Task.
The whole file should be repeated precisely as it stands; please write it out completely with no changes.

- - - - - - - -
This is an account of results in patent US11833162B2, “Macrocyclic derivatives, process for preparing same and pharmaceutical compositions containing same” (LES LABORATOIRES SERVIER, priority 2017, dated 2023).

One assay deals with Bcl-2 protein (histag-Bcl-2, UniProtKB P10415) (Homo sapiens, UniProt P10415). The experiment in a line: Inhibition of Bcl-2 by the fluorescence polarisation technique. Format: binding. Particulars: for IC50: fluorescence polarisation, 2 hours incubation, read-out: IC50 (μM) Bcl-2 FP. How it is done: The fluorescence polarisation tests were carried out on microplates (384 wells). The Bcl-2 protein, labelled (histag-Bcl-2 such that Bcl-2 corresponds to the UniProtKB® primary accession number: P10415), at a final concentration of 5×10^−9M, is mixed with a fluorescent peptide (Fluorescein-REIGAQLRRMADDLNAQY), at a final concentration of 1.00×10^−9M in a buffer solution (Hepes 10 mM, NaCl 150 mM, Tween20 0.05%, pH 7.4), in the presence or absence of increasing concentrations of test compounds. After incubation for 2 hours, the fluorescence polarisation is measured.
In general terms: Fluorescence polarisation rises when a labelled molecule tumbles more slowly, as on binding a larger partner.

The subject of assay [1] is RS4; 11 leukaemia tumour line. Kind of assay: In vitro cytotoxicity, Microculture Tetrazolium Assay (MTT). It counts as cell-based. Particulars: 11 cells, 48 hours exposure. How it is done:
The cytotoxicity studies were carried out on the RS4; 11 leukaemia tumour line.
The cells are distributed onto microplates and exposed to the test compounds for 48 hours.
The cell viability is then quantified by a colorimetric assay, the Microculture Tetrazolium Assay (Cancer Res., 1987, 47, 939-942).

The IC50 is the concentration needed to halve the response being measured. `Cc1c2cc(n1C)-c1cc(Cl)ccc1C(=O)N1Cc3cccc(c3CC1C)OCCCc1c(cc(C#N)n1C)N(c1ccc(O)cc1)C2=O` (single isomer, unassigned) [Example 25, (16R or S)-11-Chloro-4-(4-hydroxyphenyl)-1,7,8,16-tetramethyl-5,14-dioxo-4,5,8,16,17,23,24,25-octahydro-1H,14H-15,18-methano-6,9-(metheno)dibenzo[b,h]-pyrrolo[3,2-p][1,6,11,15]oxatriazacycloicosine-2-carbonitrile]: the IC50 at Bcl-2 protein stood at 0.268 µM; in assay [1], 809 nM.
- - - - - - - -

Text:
This is an account of results in patent US11833162B2, “Macrocyclic derivatives, process for preparing same and pharmaceutical compositions containing same” (LES LABORATOIRES SERVIER, priority 2017, dated 2023).

One assay deals with Bcl-2 protein (histag-Bcl-2, UniProtKB P10415) (Homo sapiens, UniProt P10415). The experiment in a line: Inhibition of Bcl-2 by the fluorescence polarisation technique. Format: binding. Particulars: for IC50: fluorescence polarisation, 2 hours incubation, read-out: IC50 (μM) Bcl-2 FP. How it is done: The fluorescence polarisation tests were carried out on microplates (384 wells). The Bcl-2 protein, labelled (histag-Bcl-2 such that Bcl-2 corresponds to the UniProtKB® primary accession number: P10415), at a final concentration of 5×10^−9M, is mixed with a fluorescent peptide (Fluorescein-REIGAQLRRMADDLNAQY), at a final concentration of 1.00×10^−9M in a buffer solution (Hepes 10 mM, NaCl 150 mM, Tween20 0.05%, pH 7.4), in the presence or absence of increasing concentrations of test compounds. After incubation for 2 hours, the fluorescence polarisation is measured.
In general terms: Fluorescence polarisation rises when a labelled molecule tumbles more slowly, as on binding a larger partner.

The subject of assay [1] is RS4; 11 leukaemia tumour line. Kind of assay: In vitro cytotoxicity, Microculture Tetrazolium Assay (MTT). It counts as cell-based. Particulars: 11 cells, 48 hours exposure. How it is done:
The cytotoxicity studies were carried out on the RS4; 11 leukaemia tumour line.
The cells are distributed onto microplates and exposed to the test compounds for 48 hours.
The cell viability is then quantified by a colorimetric assay, the Microculture Tetrazolium Assay (Cancer Res., 1987, 47, 939-942).

The IC50 is the concentration needed to halve the response being measured. `Cc1c2cc(n1C)-c1cc(Cl)ccc1C(=O)N1Cc3cccc(c3CC1C)OCCCc1c(cc(C#N)n1C)N(c1ccc(O)cc1)C2=O` (single isomer, unassigned) [Example 25, (16R or S)-11-Chloro-4-(4-hydroxyphenyl)-1,7,8,16-tetramethyl-5,14-dioxo-4,5,8,16,17,23,24,25-octahydro-1H,14H-15,18-methano-6,9-(metheno)dibenzo[b,h]-pyrrolo[3,2-p][1,6,11,15]oxatriazacycloicosine-2-carbonitrile]: the IC50 at Bcl-2 protein stood at 0.268 µM; in assay [1], 809 nM.